The view from the hill – a walk to Wooburn

I feel Old old Wooburn more and more every day – the village where I grew up and where a recent family history binge showed roots running deep through the chalk and flint. The sense of it was almost overpowering as I crested the hill marked by Hard-to-Find Farm and approached Bloom Wood. ‘Always was a cold wood, Bloom Wood’, my Dad had said on the phone when I called him on the walk out across Wycombe Rye. And as I discussed my route he could only imagine it coming from the opposite direction – the way from Wooburn, despite the amount of times I reminded him I was approaching from the opposite direction.


Bloom was indeed a cold wood, dense and dark. I was fascinated as a kid by the stories of ‘devil worshippers’ dancing round fires seen from below on Sheepridge Lane. I can’t recall ever entering Bloom Wood. I liked the idea of stumbling upon a coven of Satanists, but it was no longer the 1970’s and too early at 7pm, midsummer. It was exactly where I wanted to be, pushed off the sofa in Leytonstone, out on the edge of East London, mid-afternoon watching Dr Who with the youngest teenager I saw myself on a hill at sunset and knew where the hill would be, more or less. This dappled wood was exactly where I wanted to be right now.

I dropped down the hill and emerged at the edge of the wood where the corn fields had been given over to pasture with a smattering of sheep. Below was Sheepridge Lane where my Nan had lived as a girl in a cottage behind the Crooked Billet earning some coins picking flints from the fields and providing the pub landlord with fresh stinging nettles with which the thrash his wife to ease her rheumatism. The footpath led out into the narrow lane that would have been Nan’s way home, the workers cottages now appeared to be knocked all into one and carrying a hefty price I imagine. The old man had instructed me to have a pint in the Billet garden looking across the lane to the fields rising on the far side, a garden where he told me he’d encountered what must have been one of the last traveling minstrels, an old fella who went from pub to pub singing for beer and a bite to eat kipping down in hedgerows and barns at night. By then, the 1960’s, these old travellers were an unwelcome feature of the countryside.

Wildflowers Chilterns

Flackwell Heath field near Sheepridge Lane

The pub was empty, the landlady the same as when my sister had worked behind the bar thirty years or more ago. I took my pint of Brakespears (brewed nearby in Henley) out into the garden and looked across at Noel’s fields. Red Kites, wing-spans wider than my outstretched arms, rode the thermals in great wide arcs and dove down on fresh roadkill.

The hill in my mind was just across the road, topped with a spinny above Pigeon House Farm. A legsore  winter sunset, I was walking back over those fields with my Dad, must have been four of five years old and I’d just raced to pick up a pigeon he’d shot. He hoisted me up on his shoulders, a drop of blood hung from the pigeon’s beak and I marvelled at the impossible beauty of the colour of the feathers around its throat. I passed the orchard the Old Man planted beside the lane and then rang him from the top of the hill, the view stretching out across Marlow to a wide bend in the River Thames. He remembered that day clearly, and told me a funny story about the burial of a beloved cow in the spinny behind me.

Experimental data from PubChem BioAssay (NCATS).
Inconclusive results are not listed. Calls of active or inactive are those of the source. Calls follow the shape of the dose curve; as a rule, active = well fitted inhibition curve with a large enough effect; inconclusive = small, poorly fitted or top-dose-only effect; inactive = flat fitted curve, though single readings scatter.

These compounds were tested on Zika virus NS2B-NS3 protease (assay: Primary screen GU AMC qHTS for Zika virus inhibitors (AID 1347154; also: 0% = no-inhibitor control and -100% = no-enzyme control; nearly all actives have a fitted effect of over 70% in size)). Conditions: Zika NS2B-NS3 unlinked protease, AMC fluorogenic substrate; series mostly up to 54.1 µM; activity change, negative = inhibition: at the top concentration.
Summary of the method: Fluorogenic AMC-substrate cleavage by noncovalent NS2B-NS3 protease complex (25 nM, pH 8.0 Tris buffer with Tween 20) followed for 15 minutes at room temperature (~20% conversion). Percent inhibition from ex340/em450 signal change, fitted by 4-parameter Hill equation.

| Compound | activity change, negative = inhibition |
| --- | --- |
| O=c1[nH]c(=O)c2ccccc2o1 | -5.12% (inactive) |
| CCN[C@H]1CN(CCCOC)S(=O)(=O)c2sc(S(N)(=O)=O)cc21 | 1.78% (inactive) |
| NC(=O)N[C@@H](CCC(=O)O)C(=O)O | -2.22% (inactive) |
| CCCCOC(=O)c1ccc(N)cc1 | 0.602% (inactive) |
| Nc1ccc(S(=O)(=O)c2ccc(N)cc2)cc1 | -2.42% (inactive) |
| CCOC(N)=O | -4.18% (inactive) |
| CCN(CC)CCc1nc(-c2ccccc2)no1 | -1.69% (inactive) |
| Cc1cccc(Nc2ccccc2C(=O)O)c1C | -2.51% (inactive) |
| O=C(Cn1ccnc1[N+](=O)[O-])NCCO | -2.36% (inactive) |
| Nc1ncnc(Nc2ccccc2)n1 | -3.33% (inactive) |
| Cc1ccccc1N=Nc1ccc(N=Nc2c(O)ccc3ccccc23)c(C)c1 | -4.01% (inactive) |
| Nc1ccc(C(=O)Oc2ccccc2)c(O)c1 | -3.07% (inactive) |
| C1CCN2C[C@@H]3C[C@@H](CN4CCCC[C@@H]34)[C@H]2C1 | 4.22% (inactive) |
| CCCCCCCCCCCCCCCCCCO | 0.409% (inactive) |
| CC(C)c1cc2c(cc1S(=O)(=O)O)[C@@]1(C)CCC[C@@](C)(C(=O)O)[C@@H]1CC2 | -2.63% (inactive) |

Flackwell Heath

I moved on through Flackwell Heath, echoes of teenage years bouncing off the pavement that followed me over the golf course and down to Wooburn. There was a beer festival in the garden of The Falcon, calling me, tempting me, but my way ahead was along the A40 in the dark, past the Highwaymen’s cave in Cut Throat Wood to the station at Beaconsfield and back to a sofa in Leytonstone.

A Walk through the ancient borough of East Ham

It was two months ago now, on the 11th June, that I set off across Wanstead Flats for a long planned walk through the ancient Borough of East Ham. The regrowth from last year’s fire was evident (as noted before on this blog) and I exited the flats near Manor Park Station. I passed the Earl of Essex pub on Romford Road, now closed and waiting for a new life, hopefully as a pub. The old Coronation Cinema is now The Royal Regency banquetting venue, opened in 1911 as the Coronation Electric Theatre, the last film flickered onto its screen in 1968.

I was thinking of Dr. Pagenstecher’s History of East and West Ham published in 1908 as I made my way along High Street North;

“East Ham is perhaps the most remarkable example of rapid transformation from a rural to an urban community. Its marvellous growth and development is absolutely without parallel in the history of the United Kingdom.”

St. Mary Magdelene East Ham

It was sad to see The Ruskin Arms boarded up. Jimmy Winston, one of the founder members of Small Faces told me the band used to rehearse in the pub when his Dad was the landlord. It’s a pub with a lot of history.

I stopped for a cracking £4.95 veg buffet at Annpoorna Indian Restaurant on the High Street before pushing on past the opulent Town Hall to search in vain for the grave of Druid and antiquarian, William Stukeley in the churchyard of St. Mary Magdalene. Stukeley had been buried at St. Mary’s in 1765 at his request after visiting Rev. Joseph Simms the vicar. Perhaps it was the antiquity of the site that caught Stukeley’s imagination, with Roman burials being excavated by workman. Or the maybe the New Age theoritsts and neo-psychogeographers were correct about St. Mary’s being a nodal point in the London earth grid, a plum location on a ley line. It’s a beautiful peaceful location in any case and the perfect place to end a walk through the ancient borough of East Ham.